Garfin: Actually, in the spring of 1999, in at least southern Arizona, we had a snowfall. That actually put a damper on what looked like was going to be a fairly robust fire season.
Wolter: That was an interesting case. April is a very peculiar month. We’ve had more than one case where, with a full-blown La Niña situation, April was the one month during the spring season that was wet. It was true in 1999 in Colorado, and it was also true in 1971.
Castro: The general message to stakeholders is that it’s probably going to be a drier-than-normal winter, and they should plan for that.
Gutzler: Fifteen or twenty years ago, our understanding of these ENSO cycles was such that we just think about a single event where we had some knowledge of a composite, and we would go with that [composite] as a seasonal forecast. What I think we’ve done over the last decade is realize, having seen more events and looked at them more carefully, that it’s worth revisiting the La Niña forecast, say in midwinter, around the end of the calendar year.
Garfin: Have you seen any changes in the La Niña characteristics that you might ascribe to decadal variations or to climate change? Global warming, let’s call it.
Wolter: We’ve had basically a lack of moderate to strong La Niña events since the mid 70s. …There was a fairly short event in early ’88 that was over by mid-’89. Then we had the long-winded affair from summer of ’98 to, depending on how you count it, early 2000 or 2001. That’s about it. Compared to that, we’ve had very long-lasting, strong La Niñas, both in the 70s and the 50s. So there has been a change in the decadal behavior of La Niña events, but I would be very hesitant to attach that to, say, global change. …Despite the lack of La Niña events, it hasn’t been just a transition to El Niño events; we’ve had a lot of neutral or complicated patterns where the cold anomalies were not where you would expect them. …There’s a bit of a debate right now over the warmth, especially in the spring season, that we have been seeing in the last thirty years or so that’s consistent with La Niña, but it’s also consistent with global change, and it’s also consistent with an earlier meltout of snowpack. How much of that will continue into the future and whether it will continue to accelerate or not, that’s a matter of debate, I guess. We need to focus some research on that.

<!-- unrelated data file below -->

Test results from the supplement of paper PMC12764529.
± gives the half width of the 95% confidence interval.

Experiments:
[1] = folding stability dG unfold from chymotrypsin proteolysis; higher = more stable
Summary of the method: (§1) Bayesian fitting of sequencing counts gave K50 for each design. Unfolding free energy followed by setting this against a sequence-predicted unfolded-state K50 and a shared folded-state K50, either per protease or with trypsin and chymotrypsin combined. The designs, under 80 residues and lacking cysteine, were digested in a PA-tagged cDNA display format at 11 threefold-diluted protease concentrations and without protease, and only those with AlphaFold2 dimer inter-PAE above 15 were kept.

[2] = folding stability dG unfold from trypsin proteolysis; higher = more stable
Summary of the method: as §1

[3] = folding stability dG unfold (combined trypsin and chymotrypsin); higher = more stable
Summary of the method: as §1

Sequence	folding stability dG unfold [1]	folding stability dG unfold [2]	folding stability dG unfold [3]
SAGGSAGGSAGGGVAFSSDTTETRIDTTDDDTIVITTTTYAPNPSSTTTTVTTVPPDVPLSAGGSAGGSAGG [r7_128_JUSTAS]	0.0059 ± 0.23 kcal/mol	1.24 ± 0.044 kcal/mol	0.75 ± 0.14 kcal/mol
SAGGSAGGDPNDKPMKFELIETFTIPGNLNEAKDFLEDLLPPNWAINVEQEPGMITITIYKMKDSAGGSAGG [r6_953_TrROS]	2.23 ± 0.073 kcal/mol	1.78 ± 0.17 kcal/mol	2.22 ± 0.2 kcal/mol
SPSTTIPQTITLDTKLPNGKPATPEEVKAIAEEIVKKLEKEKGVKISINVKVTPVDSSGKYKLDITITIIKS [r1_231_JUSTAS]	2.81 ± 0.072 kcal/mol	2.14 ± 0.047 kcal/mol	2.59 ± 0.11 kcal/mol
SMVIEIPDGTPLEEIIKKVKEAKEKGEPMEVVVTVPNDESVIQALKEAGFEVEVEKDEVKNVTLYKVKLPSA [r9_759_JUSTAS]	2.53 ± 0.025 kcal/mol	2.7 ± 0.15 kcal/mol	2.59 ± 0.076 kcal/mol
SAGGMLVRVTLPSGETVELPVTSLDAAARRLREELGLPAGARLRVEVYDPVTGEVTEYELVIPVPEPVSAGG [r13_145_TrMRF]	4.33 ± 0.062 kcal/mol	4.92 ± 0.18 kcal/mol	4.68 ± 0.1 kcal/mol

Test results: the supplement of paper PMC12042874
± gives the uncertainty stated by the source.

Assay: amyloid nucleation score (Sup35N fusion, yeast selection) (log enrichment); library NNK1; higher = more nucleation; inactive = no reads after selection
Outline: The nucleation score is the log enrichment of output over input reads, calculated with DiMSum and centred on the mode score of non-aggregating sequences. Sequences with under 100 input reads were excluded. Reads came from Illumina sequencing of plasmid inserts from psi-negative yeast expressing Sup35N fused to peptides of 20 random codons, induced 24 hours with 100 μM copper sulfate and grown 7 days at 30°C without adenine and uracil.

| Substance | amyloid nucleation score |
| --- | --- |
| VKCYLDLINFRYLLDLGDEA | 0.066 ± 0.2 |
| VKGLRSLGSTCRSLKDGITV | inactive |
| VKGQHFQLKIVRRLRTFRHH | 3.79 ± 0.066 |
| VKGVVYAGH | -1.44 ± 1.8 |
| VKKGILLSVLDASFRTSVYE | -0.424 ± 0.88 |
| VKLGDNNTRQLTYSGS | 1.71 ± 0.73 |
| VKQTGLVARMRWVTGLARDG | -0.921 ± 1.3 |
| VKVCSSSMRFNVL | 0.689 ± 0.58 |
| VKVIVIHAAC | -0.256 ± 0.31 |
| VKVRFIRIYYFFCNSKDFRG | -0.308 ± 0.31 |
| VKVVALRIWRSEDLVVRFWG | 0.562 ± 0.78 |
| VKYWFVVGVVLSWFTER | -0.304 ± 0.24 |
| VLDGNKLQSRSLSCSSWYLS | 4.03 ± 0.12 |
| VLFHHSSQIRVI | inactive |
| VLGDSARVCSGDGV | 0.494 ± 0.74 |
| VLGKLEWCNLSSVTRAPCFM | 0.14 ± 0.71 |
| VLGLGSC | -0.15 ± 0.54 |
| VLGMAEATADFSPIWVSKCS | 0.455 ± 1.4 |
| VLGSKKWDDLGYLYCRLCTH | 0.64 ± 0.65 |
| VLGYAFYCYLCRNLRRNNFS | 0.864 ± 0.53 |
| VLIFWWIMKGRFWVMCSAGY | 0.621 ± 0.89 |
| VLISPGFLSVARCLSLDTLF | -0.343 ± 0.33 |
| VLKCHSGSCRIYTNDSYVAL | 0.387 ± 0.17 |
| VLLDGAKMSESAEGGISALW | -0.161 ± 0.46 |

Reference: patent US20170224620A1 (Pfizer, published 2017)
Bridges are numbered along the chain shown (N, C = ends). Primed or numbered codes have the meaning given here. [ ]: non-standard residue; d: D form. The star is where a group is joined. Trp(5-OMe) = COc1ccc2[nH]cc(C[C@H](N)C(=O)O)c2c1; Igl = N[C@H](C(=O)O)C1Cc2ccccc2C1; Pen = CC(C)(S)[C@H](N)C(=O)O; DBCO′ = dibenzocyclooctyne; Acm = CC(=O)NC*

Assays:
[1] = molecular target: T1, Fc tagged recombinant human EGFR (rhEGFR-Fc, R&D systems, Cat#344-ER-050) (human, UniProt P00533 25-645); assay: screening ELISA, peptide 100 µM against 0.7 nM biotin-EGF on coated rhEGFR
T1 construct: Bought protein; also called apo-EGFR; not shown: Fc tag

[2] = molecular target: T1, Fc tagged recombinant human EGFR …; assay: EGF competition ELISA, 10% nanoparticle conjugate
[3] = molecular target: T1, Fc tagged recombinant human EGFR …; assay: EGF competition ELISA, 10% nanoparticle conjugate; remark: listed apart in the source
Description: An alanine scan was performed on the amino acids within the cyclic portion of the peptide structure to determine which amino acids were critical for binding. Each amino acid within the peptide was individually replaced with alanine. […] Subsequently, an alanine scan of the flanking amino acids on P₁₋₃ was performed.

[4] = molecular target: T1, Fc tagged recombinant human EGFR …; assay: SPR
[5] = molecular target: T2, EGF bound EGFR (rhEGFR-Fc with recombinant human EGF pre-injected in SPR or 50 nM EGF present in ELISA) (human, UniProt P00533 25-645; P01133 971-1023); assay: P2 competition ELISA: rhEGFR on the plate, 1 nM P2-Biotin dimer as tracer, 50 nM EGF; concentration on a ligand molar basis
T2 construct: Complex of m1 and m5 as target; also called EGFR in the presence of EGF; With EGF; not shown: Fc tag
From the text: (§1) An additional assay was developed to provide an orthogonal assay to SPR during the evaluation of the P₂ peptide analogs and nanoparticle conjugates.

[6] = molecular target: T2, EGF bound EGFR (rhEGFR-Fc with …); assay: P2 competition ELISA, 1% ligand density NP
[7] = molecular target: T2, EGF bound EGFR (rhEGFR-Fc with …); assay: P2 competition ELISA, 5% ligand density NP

Gutzler: More than any year over the past few years, this looks as much or more like a classical ENSO-driven winter compared to just about anything I’ve seen recently. I would lean heavily on long-term composites that have been generated based on La Niña winters for guidance and really pay attention to that forcing.
Castro: I think there is a question as to whether the PDO [Pacific Decadal Oscillation] has changed since the late 1990s into the present. …If it has flipped back, then, as Klaus said, those are periods where we tend to have dry times in the Southwest during winter and then dry in the central U.S. Those kinds of times are when you have the biggest drought in the central U.S., like in the 30s, the 50s, and the 70s. Now the big debate is whether this latest prolonged drought is due to whether the PDO has flipped. We don’t know.
Wolter: I agree 100 percent with Dave. It looks much more like a La Niña than anything we’ve seen in almost ten years, but there may be more going on that could influence it, and one thing we haven’t mentioned so far is the Atlantic. The North Atlantic is still warm. The hurricane seasons have been disappointing, if you’re trying to bet on hurricane damage on the coast, but actually this was another hurricane season above normal, it just didn’t hit the U.S. That seems to have an influence on our climate too, and, unfortunately, not a positive influence. It seems to help dry us out a bit.
Castro: I don’t know whether there is any agreement in the climate change community as to whether we go more toward an ENSO-like state or a La Niña-like state in the future.
Wolter: I would agree with that. If you look very carefully at the IPCC [Intergovernmental Panel on Climate Change] Fourth Assessment Report, there’s actually a graph in there that shows…whether or not we’re going to get more El Niño- or La Niña-like behavior, and the models are all over the place. Knowing which model to pick, we don’t have much guidance at this point.
Garfin: Thank you all for taking the time here. This has been an interesting discussion.